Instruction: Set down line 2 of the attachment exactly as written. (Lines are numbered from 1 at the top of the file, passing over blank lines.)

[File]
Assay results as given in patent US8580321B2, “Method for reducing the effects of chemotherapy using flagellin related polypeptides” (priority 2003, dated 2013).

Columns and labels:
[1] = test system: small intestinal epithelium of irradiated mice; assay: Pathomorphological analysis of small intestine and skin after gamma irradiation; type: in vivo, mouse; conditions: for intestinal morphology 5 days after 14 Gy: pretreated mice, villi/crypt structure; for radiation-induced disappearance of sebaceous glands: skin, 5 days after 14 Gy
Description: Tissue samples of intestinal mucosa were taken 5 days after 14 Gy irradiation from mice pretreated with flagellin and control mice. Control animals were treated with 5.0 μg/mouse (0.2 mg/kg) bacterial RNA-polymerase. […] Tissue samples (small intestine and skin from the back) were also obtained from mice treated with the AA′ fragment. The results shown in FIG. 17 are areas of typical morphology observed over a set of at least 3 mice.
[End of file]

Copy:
Columns and labels: